A senior adviser to John Barilaro says he was asked by the former NSW deputy premier to fast-track changing a controversial US trade role into a ministerial appointment.
Mr Barilaro was later selected for the $500,000-a-year New York position, which is now the subject of a NSW parliamentary inquiry.
The former Nationals leader stood down from the posting last month following a backlash over the appointment.
Joseph Brayford, a senior policy adviser in Mr Barilaro’s office from 2019 to 2021, gave evidence in private to the upper house inquiry on Tuesday.
Mr Brayford said he received a text from Mr Barilaro last August about the plum trade role, according to a transcript published on Thursday.
He said his boss asked him to contact Investment NSW head Amy Brown “ASAP” to “request a cabinet submission converting the commissioner roles to ministerial appointments”.
The request was the first time in two-and-a-half years working for Mr Barilaro that he had received a text message from his boss asking him to prepare an urgent cabinet submission, he said.
“Nothing really surprised me with John,” Mr Brayford told the committee.
He added Mr Barilaro then told him he also wanted the London and Tokyo trade roles to be changed to ministerial appointments.
The proposition to change the way trade commissioners were appointed was put to cabinet in late September, shortly before Mr Barilaro’s October announcement he would be quitting politics at the end of the year.
Mr Brayford described his former boss as an “interesting character” and said he had never “worked with someone so keen and so ambitious”.
Mr Barilaro said he would not comment on the claims until he was asked to appear at the inquiry. He is not scheduled to testify.
The former Monaro MP has previously criticised the inquiry for failing to call him, saying the drip feed of information to the public goes against procedural fairness.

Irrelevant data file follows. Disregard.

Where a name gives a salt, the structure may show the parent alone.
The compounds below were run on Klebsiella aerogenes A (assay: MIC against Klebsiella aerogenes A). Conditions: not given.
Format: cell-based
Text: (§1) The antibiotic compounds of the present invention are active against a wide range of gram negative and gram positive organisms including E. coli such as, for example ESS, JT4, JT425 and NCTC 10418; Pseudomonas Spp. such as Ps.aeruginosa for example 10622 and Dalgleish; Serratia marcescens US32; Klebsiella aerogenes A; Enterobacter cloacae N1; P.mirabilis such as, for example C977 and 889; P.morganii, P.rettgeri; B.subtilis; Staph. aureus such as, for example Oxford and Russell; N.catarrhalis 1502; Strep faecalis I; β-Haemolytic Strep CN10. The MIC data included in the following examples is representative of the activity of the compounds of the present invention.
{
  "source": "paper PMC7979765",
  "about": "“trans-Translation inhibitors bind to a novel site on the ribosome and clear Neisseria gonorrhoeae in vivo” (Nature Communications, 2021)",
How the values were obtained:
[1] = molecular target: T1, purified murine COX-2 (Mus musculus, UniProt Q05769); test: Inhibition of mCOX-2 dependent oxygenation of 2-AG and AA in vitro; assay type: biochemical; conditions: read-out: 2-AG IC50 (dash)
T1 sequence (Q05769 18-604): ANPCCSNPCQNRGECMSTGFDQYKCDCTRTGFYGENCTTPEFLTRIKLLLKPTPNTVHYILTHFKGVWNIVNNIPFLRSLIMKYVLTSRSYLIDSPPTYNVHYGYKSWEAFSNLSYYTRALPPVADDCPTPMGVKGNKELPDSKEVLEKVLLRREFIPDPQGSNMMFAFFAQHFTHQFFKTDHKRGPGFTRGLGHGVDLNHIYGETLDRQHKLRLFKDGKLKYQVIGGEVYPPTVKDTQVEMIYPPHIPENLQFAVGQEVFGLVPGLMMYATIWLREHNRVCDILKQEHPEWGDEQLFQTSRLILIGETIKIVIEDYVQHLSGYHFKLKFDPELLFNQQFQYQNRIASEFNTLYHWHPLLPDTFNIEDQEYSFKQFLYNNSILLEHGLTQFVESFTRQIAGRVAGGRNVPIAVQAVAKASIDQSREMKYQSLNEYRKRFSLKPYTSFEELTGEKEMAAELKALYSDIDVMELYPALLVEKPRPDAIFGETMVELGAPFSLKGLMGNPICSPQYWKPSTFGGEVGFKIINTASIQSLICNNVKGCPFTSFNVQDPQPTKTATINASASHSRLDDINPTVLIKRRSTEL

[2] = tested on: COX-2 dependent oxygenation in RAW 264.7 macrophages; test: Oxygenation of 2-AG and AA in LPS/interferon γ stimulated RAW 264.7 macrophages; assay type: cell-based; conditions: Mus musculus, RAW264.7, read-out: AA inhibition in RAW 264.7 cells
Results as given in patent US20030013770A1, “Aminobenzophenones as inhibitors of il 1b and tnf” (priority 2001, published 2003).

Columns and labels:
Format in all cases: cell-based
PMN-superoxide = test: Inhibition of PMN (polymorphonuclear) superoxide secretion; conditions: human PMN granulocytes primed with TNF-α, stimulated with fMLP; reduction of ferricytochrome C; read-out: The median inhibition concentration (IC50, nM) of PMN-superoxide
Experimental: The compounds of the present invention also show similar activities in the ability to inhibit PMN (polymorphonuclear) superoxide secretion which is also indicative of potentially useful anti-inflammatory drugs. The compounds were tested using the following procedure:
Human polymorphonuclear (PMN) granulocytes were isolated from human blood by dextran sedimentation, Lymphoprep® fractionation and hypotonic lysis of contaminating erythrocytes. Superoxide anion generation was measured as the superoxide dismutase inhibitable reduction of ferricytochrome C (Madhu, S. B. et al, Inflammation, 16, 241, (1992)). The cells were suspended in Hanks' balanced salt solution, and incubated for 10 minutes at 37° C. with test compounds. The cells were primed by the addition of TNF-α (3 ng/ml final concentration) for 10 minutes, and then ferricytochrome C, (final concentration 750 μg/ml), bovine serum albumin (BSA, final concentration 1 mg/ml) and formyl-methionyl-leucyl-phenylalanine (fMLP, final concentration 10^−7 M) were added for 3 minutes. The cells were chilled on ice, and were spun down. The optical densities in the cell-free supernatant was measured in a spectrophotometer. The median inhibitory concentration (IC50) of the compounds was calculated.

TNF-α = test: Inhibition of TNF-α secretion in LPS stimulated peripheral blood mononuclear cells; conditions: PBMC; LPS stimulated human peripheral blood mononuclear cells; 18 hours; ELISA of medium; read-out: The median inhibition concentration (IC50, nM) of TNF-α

Premier Dominic Perrottet, who arrived in Japan on Thursday to open the trade commission office in Tokyo, said he didn’t want to “give a running commentary” on the inquiry.
“There’s always public scrutiny and when concerns are raised they need to be addressed in a proper way,” he said.
“It’s my job as Premier to allow that independent process to be fulfilled.”
The inquiry was earlier told the New York role was verbally offered to senior Investment NSW official Jenny West. However, the offer was rescinded after a cabinet decision to make the trade postings ministerial appointments.
Mr Brayford told the inquiry he was not aware that Ms West had been selected for the role last August, prior to Mr Barilaro’s appointment.
The inquiry previously heard evidence from Mr Barilaro’s former chief-of-staff Mark Connell that his former boss eyed the lucrative trade job more than three years ago and planned to take up the role when he left politics.
Mr Connell said Mr Barilaro told him in April 2019 the government planned to bring back several overseas trade postings, and he was “off to New York”.
Mr Barilaro disputed his former chief-of-staff’s account, describing the conversation as “fictitious, false”.
Labor finance spokesman David Mookhey said he looked forward to Mr Barilaro fronting the inquiry, describing it as “his right” to do so.
“We would urge John Barilaro to put in a written submission to the inquiry. We have requested that he do so,” Mr Mookhey said on Thursday.
A separate Department of Premier and Cabinet review, initiated by Mr Perrottet last month, is also looking at the propriety of Mr Barilaro’s appointment.